This is a HUGELY important extension of the discussion, Carol Black. Thank you for bringing it up. I have explored these issues to a greater extent in the past while writing about agnotology (the social science that studies how ignorance is created at societal scales) and the various harms of marketing and propaganda that are out there.
Generally speaking, I see real and authentic scientific practices as antidotes to all these things. Where it becomes confusing is when “fake science” is generated to confuse people about what real science is… thus making this a precarious topic to explore in blogs and comment threads. It really needs careful and thoughtful facilitation to be handled well — as there are so many ways to confuse the discussion with miscommunications (and the internet is famous for its inadequacies here!). ;-)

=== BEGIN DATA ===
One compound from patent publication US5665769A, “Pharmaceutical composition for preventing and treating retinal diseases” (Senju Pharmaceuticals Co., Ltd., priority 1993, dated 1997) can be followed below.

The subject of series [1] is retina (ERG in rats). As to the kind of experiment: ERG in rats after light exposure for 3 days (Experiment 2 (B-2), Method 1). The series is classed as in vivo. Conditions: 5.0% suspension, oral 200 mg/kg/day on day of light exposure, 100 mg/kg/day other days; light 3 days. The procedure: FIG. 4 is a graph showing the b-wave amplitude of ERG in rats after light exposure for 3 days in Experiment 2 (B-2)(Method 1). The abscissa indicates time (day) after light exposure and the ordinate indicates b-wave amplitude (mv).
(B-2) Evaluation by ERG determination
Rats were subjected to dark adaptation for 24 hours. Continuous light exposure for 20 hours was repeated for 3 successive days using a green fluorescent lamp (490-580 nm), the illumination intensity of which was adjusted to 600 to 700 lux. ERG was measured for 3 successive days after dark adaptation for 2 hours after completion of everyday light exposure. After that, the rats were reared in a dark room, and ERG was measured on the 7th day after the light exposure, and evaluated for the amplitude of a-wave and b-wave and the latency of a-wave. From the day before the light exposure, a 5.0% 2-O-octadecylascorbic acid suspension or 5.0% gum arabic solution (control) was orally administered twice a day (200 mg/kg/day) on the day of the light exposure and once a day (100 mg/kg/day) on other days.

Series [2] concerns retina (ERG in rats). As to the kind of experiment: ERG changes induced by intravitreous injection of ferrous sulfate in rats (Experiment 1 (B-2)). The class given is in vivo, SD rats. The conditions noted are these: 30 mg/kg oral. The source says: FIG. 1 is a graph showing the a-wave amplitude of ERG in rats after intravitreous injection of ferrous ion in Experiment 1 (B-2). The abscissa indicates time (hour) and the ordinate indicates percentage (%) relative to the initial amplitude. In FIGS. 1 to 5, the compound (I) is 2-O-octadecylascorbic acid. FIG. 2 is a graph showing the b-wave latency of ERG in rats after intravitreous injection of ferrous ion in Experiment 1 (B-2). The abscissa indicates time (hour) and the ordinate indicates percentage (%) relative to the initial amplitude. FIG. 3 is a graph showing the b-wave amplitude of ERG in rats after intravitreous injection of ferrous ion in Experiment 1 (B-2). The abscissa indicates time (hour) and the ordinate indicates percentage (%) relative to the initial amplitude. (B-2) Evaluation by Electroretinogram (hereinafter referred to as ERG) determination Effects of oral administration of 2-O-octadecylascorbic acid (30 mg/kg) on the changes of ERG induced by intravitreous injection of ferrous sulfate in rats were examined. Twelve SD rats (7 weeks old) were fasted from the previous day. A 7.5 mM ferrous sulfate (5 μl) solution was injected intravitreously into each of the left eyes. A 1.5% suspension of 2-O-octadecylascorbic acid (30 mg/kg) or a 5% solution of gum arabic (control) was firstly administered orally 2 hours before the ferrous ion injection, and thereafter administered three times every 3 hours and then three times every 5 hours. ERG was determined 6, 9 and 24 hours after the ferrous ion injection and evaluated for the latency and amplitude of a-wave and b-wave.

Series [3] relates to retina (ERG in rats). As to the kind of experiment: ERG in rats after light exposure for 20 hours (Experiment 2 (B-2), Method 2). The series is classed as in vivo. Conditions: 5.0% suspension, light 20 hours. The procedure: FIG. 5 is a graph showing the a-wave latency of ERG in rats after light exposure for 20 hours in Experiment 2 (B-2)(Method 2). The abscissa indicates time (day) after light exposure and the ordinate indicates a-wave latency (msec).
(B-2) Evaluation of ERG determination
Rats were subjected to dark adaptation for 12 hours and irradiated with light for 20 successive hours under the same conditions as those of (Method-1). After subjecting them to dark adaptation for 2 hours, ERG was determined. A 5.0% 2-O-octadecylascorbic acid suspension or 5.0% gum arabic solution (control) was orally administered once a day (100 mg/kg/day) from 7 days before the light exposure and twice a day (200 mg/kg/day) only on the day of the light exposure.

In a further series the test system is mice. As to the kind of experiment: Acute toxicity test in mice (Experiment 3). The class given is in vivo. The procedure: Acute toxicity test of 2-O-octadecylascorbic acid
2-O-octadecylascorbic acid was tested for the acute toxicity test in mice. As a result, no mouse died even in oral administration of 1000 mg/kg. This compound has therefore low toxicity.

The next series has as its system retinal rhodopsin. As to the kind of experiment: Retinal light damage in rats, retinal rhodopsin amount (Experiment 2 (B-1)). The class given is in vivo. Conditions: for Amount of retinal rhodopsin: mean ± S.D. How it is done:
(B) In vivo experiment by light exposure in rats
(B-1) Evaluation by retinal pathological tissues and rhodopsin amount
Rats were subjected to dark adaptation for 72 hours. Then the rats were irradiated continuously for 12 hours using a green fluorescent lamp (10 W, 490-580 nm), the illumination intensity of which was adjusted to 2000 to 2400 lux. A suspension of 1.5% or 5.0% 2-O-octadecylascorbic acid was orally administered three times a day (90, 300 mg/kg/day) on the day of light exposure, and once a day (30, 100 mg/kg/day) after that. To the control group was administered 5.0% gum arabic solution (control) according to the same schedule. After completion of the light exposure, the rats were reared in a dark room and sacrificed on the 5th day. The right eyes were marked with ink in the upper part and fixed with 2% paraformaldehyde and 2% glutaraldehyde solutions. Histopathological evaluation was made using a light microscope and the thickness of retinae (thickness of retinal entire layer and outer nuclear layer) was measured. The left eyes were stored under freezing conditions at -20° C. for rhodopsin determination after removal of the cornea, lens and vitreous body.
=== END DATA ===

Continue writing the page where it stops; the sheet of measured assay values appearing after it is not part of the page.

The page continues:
One more thing on this topic, the role of the scientific method for addressing and correcting for faulty beliefs and biased interpretations goes all the way back to a foundational essay by Francis Bacon.